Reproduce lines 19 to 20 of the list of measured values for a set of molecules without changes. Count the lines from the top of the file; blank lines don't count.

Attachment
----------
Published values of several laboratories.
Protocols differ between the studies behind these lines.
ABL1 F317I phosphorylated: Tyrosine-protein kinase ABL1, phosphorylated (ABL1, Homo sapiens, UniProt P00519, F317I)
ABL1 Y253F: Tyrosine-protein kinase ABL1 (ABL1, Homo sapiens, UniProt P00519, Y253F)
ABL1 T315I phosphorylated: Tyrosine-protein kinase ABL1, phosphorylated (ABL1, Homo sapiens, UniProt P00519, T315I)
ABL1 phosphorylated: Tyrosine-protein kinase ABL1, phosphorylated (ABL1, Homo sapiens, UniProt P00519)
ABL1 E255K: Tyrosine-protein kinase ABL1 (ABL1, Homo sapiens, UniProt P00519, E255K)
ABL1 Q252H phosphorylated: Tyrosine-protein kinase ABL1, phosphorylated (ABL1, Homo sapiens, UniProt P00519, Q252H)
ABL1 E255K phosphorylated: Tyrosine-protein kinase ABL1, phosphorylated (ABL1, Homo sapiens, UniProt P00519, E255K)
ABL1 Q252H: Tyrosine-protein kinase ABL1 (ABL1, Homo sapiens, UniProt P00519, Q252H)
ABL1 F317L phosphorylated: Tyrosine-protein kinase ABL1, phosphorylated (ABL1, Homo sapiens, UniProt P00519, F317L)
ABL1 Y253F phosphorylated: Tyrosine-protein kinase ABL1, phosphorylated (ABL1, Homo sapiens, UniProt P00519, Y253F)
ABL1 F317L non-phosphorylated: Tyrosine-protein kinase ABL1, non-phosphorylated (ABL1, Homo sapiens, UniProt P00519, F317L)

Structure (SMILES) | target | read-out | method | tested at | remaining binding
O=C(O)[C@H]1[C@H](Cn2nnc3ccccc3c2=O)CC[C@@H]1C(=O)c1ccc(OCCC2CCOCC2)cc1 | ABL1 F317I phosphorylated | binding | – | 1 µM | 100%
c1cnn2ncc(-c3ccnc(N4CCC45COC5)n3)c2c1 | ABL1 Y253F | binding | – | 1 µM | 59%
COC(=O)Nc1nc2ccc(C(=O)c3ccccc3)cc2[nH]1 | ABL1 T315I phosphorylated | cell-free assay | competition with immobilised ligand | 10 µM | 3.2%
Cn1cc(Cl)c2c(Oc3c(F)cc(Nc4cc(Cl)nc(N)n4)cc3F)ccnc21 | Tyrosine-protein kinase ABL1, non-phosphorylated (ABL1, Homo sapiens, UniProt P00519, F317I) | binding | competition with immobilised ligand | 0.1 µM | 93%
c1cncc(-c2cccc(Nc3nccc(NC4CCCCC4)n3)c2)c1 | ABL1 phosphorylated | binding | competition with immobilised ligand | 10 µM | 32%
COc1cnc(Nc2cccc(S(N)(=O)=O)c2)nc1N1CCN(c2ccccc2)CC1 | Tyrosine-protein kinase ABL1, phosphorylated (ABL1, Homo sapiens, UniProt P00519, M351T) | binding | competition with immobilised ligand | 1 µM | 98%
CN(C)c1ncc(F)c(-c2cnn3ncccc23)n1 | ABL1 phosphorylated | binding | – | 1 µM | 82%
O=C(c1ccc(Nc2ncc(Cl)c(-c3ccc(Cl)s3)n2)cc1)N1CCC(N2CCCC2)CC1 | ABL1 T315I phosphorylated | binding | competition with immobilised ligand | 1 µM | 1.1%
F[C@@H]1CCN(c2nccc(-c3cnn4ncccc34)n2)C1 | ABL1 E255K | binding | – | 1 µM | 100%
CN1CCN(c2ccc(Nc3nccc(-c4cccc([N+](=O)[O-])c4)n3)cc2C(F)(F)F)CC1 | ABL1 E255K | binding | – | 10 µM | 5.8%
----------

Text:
c1cncc(-c2cccc(Nc3nccc(NC4CCCCC4)n3)c2)c1 | ABL1 phosphorylated | binding | competition with immobilised ligand | 10 µM | 32%
COc1cnc(Nc2cccc(S(N)(=O)=O)c2)nc1N1CCN(c2ccccc2)CC1 | Tyrosine-protein kinase ABL1, phosphorylated (ABL1, Homo sapiens, UniProt P00519, M351T) | binding | competition with immobilised ligand | 1 µM | 98%